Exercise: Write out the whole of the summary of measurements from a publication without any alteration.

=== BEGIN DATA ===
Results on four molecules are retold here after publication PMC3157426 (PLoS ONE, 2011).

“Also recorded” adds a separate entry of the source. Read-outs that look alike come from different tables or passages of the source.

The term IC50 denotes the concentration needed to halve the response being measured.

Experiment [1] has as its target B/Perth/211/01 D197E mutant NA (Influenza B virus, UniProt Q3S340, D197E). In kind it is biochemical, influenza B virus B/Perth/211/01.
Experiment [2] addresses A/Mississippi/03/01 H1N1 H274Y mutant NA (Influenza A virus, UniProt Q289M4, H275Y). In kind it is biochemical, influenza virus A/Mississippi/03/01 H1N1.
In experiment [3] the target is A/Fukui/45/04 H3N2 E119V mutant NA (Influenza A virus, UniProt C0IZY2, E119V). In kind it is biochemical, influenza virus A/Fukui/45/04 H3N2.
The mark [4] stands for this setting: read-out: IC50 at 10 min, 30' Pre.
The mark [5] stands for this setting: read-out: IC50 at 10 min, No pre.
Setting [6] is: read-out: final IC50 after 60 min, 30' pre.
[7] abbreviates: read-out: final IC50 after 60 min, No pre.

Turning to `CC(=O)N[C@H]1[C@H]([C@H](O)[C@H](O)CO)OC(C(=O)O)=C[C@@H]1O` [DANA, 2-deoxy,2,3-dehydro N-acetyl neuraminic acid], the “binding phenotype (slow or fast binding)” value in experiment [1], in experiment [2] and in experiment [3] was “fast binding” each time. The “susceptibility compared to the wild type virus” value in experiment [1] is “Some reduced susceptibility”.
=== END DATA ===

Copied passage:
Results on four molecules are retold here after publication PMC3157426 (PLoS ONE, 2011).

“Also recorded” adds a separate entry of the source. Read-outs that look alike come from different tables or passages of the source.

The term IC50 denotes the concentration needed to halve the response being measured.

Experiment [1] has as its target B/Perth/211/01 D197E mutant NA (Influenza B virus, UniProt Q3S340, D197E). In kind it is biochemical, influenza B virus B/Perth/211/01.
Experiment [2] addresses A/Mississippi/03/01 H1N1 H274Y mutant NA (Influenza A virus, UniProt Q289M4, H275Y). In kind it is biochemical, influenza virus A/Mississippi/03/01 H1N1.
In experiment [3] the target is A/Fukui/45/04 H3N2 E119V mutant NA (Influenza A virus, UniProt C0IZY2, E119V). In kind it is biochemical, influenza virus A/Fukui/45/04 H3N2.
The mark [4] stands for this setting: read-out: IC50 at 10 min, 30' Pre.
The mark [5] stands for this setting: read-out: IC50 at 10 min, No pre.
Setting [6] is: read-out: final IC50 after 60 min, 30' pre.
[7] abbreviates: read-out: final IC50 after 60 min, No pre.

Turning to `CC(=O)N[C@H]1[C@H]([C@H](O)[C@H](O)CO)OC(C(=O)O)=C[C@@H]1O` [DANA, 2-deoxy,2,3-dehydro N-acetyl neuraminic acid], the “binding phenotype (slow or fast binding)” value in experiment [1], in experiment [2] and in experiment [3] was “fast binding” each time. The “susceptibility compared to the wild type virus” value in experiment [1] is “Some reduced susceptibility”.